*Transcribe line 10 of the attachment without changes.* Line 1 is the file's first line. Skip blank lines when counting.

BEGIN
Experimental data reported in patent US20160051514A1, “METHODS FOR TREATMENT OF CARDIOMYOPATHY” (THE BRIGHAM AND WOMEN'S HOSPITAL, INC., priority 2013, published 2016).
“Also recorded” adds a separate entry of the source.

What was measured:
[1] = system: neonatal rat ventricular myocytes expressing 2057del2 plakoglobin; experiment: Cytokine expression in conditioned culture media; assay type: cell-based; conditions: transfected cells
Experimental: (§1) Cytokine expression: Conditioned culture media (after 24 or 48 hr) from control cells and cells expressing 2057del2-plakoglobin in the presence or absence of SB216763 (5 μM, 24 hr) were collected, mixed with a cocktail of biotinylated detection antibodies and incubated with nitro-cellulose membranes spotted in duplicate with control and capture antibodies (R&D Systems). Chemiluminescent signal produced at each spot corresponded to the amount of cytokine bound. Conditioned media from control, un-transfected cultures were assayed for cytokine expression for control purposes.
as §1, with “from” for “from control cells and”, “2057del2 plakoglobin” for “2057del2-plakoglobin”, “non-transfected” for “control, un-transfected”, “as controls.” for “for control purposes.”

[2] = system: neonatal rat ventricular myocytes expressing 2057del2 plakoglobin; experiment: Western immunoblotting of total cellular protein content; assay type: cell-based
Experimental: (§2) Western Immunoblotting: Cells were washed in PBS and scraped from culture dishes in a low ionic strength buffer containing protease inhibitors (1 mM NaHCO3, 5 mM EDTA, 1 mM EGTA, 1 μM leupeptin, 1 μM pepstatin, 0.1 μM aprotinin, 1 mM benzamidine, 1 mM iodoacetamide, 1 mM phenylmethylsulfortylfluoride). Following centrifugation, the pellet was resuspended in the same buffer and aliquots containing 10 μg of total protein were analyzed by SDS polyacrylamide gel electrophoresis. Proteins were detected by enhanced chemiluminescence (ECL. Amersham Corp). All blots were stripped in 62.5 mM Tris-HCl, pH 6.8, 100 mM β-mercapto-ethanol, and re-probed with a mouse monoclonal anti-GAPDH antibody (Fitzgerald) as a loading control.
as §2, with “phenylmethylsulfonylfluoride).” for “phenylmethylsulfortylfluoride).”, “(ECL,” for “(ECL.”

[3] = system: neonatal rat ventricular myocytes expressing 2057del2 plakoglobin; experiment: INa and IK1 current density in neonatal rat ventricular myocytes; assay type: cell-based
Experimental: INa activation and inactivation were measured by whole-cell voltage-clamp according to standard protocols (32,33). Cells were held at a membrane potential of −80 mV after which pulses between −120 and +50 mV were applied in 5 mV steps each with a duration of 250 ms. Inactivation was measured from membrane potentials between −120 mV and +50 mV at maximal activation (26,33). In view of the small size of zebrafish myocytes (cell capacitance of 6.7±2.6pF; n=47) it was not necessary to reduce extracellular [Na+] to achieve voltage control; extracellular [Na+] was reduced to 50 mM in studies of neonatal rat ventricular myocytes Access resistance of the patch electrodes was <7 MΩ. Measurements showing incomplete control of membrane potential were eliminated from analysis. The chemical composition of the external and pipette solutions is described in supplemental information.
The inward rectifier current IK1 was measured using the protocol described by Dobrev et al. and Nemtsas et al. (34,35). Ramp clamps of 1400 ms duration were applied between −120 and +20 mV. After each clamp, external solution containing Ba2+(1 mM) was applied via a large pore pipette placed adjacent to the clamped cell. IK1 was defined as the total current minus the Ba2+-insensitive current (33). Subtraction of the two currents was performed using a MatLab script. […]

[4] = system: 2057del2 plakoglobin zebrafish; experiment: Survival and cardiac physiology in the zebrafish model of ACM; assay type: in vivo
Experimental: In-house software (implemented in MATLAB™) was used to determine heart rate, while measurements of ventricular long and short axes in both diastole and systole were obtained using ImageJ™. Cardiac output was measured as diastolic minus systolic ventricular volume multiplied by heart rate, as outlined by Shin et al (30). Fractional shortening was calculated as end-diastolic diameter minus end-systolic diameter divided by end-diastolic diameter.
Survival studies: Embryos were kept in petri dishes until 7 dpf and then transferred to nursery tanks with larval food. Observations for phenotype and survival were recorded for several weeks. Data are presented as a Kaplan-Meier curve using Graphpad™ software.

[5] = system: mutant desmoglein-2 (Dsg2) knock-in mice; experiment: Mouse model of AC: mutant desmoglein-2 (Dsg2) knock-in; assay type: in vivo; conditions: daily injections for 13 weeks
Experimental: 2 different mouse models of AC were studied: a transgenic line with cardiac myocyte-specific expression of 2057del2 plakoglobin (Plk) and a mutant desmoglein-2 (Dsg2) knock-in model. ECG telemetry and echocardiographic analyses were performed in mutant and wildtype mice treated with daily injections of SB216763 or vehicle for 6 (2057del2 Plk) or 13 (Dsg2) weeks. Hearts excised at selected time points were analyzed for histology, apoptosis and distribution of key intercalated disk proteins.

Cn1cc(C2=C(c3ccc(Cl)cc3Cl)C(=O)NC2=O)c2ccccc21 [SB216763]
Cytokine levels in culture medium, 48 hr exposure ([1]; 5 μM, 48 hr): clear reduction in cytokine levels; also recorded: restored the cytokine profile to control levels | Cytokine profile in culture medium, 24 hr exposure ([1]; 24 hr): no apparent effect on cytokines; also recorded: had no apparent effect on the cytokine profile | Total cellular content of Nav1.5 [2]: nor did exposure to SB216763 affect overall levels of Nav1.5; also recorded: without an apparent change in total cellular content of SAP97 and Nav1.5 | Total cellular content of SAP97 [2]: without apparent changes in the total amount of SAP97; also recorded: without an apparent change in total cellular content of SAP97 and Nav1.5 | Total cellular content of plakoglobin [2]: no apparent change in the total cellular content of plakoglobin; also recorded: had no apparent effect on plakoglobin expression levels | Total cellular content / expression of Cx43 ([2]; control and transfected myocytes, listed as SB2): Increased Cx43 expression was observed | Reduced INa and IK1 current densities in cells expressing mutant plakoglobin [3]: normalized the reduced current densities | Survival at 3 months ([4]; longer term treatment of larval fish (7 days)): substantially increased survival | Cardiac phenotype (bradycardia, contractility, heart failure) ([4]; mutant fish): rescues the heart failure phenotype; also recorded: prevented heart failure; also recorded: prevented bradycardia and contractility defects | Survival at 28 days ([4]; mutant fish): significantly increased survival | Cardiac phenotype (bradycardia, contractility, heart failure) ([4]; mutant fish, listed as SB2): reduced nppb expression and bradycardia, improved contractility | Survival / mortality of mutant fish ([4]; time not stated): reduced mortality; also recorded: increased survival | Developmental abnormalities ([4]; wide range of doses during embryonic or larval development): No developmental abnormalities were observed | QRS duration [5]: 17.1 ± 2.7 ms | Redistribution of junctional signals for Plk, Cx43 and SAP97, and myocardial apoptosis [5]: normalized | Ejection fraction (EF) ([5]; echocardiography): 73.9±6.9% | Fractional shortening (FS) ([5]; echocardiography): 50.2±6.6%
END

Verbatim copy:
[3] = system: neonatal rat ventricular myocytes expressing 2057del2 plakoglobin; experiment: INa and IK1 current density in neonatal rat ventricular myocytes; assay type: cell-based